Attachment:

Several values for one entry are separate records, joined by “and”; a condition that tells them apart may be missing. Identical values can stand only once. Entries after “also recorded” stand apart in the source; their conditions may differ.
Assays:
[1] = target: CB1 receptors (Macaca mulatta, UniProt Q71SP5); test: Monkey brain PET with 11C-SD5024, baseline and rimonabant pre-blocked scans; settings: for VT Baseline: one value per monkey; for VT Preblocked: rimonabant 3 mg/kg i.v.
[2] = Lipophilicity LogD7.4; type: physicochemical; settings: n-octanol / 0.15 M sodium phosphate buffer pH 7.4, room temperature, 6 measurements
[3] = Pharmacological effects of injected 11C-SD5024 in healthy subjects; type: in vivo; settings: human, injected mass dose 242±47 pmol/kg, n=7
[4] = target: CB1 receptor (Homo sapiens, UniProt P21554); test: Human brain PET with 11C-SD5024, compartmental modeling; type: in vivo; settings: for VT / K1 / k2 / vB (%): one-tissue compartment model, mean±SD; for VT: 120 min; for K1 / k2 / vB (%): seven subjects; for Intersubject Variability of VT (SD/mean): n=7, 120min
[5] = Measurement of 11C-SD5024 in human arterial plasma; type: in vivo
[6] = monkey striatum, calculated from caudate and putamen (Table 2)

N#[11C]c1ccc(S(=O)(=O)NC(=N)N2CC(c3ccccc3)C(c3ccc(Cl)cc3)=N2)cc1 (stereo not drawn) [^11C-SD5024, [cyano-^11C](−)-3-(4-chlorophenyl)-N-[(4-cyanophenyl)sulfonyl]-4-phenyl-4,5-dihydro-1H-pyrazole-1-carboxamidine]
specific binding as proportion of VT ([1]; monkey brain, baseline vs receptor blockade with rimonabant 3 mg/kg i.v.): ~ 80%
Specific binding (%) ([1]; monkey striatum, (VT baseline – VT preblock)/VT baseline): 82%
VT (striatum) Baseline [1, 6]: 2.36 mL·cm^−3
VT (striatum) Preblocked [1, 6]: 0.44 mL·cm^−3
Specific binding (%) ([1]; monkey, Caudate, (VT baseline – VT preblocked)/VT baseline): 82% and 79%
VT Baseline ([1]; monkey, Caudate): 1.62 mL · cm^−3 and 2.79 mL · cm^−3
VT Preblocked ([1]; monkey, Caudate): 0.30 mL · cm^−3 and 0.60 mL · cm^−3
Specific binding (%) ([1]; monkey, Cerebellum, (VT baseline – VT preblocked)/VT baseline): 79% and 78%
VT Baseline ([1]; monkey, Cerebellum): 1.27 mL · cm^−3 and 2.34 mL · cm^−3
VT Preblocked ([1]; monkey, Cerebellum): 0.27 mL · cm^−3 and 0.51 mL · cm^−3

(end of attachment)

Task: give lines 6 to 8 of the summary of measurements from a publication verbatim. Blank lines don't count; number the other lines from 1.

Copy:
[4] = target: CB1 receptor (Homo sapiens, UniProt P21554); test: Human brain PET with 11C-SD5024, compartmental modeling; type: in vivo; settings: for VT / K1 / k2 / vB (%): one-tissue compartment model, mean±SD; for VT: 120 min; for K1 / k2 / vB (%): seven subjects; for Intersubject Variability of VT (SD/mean): n=7, 120min
[5] = Measurement of 11C-SD5024 in human arterial plasma; type: in vivo
[6] = monkey striatum, calculated from caudate and putamen (Table 2)